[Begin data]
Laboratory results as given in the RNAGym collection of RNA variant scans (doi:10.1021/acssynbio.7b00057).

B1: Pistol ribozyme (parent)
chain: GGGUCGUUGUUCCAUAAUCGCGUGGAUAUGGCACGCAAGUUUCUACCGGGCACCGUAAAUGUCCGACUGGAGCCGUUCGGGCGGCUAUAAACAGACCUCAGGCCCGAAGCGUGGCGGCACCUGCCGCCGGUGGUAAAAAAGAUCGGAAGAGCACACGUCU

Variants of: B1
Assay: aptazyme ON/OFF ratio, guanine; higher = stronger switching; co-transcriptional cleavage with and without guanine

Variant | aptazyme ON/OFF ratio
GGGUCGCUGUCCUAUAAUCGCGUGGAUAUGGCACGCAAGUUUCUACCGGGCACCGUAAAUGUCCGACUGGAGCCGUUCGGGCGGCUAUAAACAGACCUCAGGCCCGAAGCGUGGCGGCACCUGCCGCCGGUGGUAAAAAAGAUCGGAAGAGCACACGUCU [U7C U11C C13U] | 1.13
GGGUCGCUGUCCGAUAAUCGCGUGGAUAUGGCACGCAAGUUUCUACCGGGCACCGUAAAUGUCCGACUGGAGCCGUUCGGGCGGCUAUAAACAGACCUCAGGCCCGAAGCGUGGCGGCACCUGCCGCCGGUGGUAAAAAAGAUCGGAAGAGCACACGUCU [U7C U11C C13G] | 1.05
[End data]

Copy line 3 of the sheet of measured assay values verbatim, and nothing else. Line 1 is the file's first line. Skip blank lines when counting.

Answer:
chain: GGGUCGUUGUUCCAUAAUCGCGUGGAUAUGGCACGCAAGUUUCUACCGGGCACCGUAAAUGUCCGACUGGAGCCGUUCGGGCGGCUAUAAACAGACCUCAGGCCCGAAGCGUGGCGGCACCUGCCGCCGGUGGUAAAAAAGAUCGGAAGAGCACACGUCU